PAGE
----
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DAs to review fatal shooting of Mary Hawkes

Mary Hawkes

Copyright © 2018 Albuquerque Journal

Four and a half years after she was shot and killed by an Albuquerque police officer, the death of 19-year-old Mary Hawkes is once again under review.

The Bernalillo County district attorney announced in a letter this week that the fatal shooting of Hawkes by former officer Jeremy Dear will be reviewed by a panel of three district attorneys from elsewhere in the state to see if they recommend charges against the officer.

District Attorney Raúl Torrez, in a letter to an attorney representing Hawkes’ family, said that after reviewing evidence in the case, he decided six months ago that another review of the shooting was warranted. But the panel only recently volunteered to review the case. He said that the state doesn’t fund such reviews and that the district attorneys have been busy with their own cases.

Hawkes’ adoptive mother “felt terrible that Jeremy Dear thought he had gotten away with it,” said Shannon Kennedy, an attorney for the Hawkes family. “So she felt so relieved that someone is really going to look at the evidence.”

Dear shot Hawkes – a suspected car thief – in a foot chase near Wyoming and Zuni on an early Monday morning in April 2014. Dear has said she had a gun and pointed it at him, but attorneys for the Hawkes family have questioned that account, saying it doesn’t jibe with forensic and other evidence in the case.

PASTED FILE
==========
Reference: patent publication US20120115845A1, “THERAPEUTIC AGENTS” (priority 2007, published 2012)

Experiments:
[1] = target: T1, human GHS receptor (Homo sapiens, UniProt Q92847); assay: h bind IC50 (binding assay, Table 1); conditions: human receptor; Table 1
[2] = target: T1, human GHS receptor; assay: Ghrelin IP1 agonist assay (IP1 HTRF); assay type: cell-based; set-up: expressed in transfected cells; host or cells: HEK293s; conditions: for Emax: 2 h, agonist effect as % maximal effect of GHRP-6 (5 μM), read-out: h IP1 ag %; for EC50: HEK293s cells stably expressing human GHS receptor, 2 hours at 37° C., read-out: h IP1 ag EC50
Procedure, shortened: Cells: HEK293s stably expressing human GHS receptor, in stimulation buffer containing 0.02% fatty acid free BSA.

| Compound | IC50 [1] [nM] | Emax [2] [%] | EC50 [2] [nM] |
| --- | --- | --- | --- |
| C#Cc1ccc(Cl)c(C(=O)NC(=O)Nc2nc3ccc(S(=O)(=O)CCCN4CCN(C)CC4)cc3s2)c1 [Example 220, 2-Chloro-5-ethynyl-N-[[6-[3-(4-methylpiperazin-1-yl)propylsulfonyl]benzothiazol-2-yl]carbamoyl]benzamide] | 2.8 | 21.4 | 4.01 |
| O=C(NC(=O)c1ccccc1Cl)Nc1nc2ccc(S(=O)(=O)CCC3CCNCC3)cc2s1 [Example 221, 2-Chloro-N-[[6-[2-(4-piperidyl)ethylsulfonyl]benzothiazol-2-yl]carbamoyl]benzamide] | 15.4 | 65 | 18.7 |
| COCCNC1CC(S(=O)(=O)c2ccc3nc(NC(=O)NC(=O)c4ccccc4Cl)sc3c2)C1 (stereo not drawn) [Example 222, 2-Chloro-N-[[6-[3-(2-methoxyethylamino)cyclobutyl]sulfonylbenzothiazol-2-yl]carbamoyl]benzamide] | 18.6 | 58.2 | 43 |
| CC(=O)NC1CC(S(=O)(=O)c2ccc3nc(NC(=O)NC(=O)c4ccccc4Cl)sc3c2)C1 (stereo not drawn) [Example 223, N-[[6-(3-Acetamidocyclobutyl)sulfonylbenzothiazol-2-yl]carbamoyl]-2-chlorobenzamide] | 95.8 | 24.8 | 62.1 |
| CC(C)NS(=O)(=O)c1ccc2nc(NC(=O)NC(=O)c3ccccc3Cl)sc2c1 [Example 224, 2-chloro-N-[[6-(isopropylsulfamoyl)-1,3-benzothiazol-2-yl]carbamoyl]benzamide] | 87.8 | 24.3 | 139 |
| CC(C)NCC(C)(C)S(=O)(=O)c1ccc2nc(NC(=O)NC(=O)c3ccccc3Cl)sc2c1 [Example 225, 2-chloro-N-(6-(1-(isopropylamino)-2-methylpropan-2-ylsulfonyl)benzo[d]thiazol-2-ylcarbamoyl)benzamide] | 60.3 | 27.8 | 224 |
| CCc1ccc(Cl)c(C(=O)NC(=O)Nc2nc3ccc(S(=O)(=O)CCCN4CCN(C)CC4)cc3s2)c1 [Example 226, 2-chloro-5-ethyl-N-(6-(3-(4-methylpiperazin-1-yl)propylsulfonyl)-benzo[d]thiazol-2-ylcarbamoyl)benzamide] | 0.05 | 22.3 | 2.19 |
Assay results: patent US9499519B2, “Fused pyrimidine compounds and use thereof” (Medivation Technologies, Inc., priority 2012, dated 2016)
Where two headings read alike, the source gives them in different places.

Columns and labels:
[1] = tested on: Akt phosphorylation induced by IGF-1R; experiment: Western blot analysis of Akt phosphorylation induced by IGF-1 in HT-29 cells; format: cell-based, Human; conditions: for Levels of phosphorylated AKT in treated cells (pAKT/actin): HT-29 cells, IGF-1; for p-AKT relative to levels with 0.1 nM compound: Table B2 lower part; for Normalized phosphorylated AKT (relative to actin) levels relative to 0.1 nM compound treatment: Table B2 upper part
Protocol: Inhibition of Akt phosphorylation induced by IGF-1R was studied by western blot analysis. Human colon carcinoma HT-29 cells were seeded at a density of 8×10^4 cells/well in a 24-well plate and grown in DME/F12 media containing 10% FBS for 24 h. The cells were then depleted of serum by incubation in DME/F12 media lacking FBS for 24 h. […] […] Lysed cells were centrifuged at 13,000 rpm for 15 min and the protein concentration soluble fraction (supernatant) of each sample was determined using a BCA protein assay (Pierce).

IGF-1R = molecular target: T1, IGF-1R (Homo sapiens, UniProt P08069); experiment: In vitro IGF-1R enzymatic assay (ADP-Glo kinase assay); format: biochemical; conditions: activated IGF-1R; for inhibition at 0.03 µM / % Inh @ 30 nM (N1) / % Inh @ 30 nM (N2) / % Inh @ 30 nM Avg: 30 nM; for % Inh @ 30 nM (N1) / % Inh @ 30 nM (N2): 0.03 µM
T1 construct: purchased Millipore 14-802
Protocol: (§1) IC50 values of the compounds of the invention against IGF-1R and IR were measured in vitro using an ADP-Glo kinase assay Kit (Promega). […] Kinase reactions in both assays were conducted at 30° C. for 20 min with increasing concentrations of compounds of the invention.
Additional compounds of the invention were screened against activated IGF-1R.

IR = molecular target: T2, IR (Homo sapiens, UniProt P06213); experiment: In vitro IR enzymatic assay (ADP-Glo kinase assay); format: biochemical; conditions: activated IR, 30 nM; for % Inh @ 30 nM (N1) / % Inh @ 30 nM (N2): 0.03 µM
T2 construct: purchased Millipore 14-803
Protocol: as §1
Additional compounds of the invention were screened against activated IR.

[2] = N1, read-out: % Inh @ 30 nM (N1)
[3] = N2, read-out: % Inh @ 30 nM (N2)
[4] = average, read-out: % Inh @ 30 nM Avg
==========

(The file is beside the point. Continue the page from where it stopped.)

The city of Albuquerque reached a $5 million settlement with the Hawkes family in a civil case brought in connection with her death.

In February this year, special prosecutor Michael Cox recommended to Torrez that no charges be filed against Dear.

The panel of district attorneys “may well reach the same conclusion that Mr. Cox did regarding whether or not the state of New Mexico could satisfy its burden of proof in a potential criminal case against officer Dear,” Torrez wrote. “However, I do find that there are clear, articulable facts and matters of law which warrant further examination.”

Through a spokesperson, Torrez declined to comment further about the case.

Kennedy said in a letter to Torrez earlier this year that Cox overlooked several key pieces of evidence when recommending that Dear not face charges. She said there was deposition testimony from several officers on scene that they didn’t see Hawkes with a gun, and that Hawkes’ DNA and fingerprints were not found on a firearm that police recovered on the scene. That was just some of the evidence she said Cox failed to consider.

Torrez will ultimately have the final decision on whether Dear should face charges for the shooting.

Dear, meanwhile, remains a certified law enforcement officer in New Mexico and is working for a private company in Bosque Farms, said Thomas Grover, Dear’s attorney.

Grover said Dear has called for a transparent review of his shooting and that any problems with the investigation into the shooting were the fault of the former police administration, not Dear.

“I think this is politics at play,” Grover said. “I think Raúl (Torrez) is trying to get as far away from this case as he can because it’s a lawful shoot and he doesn’t want to be the guy who is tainted on this issue.”

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